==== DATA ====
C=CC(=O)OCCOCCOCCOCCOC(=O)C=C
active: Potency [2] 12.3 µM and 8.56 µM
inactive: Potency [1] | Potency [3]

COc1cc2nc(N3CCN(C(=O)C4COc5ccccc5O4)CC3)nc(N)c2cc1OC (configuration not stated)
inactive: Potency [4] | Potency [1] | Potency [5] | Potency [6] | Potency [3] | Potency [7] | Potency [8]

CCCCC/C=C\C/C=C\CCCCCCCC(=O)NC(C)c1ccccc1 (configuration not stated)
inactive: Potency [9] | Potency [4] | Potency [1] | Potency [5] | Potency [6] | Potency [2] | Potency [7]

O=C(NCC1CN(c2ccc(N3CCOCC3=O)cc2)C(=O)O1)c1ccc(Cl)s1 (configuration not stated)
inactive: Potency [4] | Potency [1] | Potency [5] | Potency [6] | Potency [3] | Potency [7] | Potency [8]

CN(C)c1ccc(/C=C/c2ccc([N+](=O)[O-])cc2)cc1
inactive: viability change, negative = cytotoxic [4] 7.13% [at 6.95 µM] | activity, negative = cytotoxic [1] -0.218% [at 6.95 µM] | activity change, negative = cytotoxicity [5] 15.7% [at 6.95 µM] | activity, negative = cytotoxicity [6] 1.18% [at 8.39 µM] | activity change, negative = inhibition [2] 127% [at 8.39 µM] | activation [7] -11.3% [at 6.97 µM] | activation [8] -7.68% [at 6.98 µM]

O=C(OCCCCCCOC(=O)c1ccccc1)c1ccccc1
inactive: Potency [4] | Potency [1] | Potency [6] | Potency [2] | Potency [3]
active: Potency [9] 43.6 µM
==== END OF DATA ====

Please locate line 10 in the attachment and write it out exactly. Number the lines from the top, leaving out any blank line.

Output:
CN(C)c1ccc(/C=C/c2ccc([N+](=O)[O-])cc2)cc1